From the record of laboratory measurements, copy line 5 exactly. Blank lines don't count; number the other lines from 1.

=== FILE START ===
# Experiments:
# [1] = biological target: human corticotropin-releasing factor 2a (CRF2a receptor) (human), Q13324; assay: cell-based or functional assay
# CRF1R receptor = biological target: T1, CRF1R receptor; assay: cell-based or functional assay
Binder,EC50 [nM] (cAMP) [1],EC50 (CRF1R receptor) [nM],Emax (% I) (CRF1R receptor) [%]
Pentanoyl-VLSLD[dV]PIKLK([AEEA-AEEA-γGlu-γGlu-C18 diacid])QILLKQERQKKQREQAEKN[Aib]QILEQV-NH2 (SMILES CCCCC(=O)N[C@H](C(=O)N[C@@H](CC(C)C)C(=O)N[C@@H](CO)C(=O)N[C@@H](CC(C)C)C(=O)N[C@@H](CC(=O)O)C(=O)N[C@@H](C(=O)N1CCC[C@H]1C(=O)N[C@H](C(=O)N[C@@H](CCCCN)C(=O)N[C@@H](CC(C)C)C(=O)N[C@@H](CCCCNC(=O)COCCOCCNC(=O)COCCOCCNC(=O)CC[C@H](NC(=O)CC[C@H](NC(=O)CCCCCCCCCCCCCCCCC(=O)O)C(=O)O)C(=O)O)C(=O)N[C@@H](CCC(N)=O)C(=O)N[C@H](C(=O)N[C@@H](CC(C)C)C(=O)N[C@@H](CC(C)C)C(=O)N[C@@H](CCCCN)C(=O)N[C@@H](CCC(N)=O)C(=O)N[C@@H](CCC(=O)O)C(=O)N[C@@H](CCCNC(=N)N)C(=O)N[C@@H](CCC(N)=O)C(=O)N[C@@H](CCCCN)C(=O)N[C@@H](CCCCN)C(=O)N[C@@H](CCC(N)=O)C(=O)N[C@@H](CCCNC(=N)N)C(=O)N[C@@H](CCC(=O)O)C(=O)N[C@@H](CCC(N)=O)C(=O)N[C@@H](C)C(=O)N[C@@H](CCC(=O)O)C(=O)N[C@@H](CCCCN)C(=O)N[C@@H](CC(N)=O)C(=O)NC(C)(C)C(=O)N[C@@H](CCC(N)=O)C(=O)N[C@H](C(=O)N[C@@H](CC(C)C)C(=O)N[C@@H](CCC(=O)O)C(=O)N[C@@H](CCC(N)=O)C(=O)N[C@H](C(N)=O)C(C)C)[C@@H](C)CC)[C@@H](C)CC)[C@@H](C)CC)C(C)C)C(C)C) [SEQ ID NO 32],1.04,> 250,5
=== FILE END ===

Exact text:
Pentanoyl-VLSLD[dV]PIKLK([AEEA-AEEA-γGlu-γGlu-C18 diacid])QILLKQERQKKQREQAEKN[Aib]QILEQV-NH2 (SMILES CCCCC(=O)N[C@H](C(=O)N[C@@H](CC(C)C)C(=O)N[C@@H](CO)C(=O)N[C@@H](CC(C)C)C(=O)N[C@@H](CC(=O)O)C(=O)N[C@@H](C(=O)N1CCC[C@H]1C(=O)N[C@H](C(=O)N[C@@H](CCCCN)C(=O)N[C@@H](CC(C)C)C(=O)N[C@@H](CCCCNC(=O)COCCOCCNC(=O)COCCOCCNC(=O)CC[C@H](NC(=O)CC[C@H](NC(=O)CCCCCCCCCCCCCCCCC(=O)O)C(=O)O)C(=O)O)C(=O)N[C@@H](CCC(N)=O)C(=O)N[C@H](C(=O)N[C@@H](CC(C)C)C(=O)N[C@@H](CC(C)C)C(=O)N[C@@H](CCCCN)C(=O)N[C@@H](CCC(N)=O)C(=O)N[C@@H](CCC(=O)O)C(=O)N[C@@H](CCCNC(=N)N)C(=O)N[C@@H](CCC(N)=O)C(=O)N[C@@H](CCCCN)C(=O)N[C@@H](CCCCN)C(=O)N[C@@H](CCC(N)=O)C(=O)N[C@@H](CCCNC(=N)N)C(=O)N[C@@H](CCC(=O)O)C(=O)N[C@@H](CCC(N)=O)C(=O)N[C@@H](C)C(=O)N[C@@H](CCC(=O)O)C(=O)N[C@@H](CCCCN)C(=O)N[C@@H](CC(N)=O)C(=O)NC(C)(C)C(=O)N[C@@H](CCC(N)=O)C(=O)N[C@H](C(=O)N[C@@H](CC(C)C)C(=O)N[C@@H](CCC(=O)O)C(=O)N[C@@H](CCC(N)=O)C(=O)N[C@H](C(N)=O)C(C)C)[C@@H](C)CC)[C@@H](C)CC)[C@@H](C)CC)C(C)C)C(C)C) [SEQ ID NO 32],1.04,> 250,5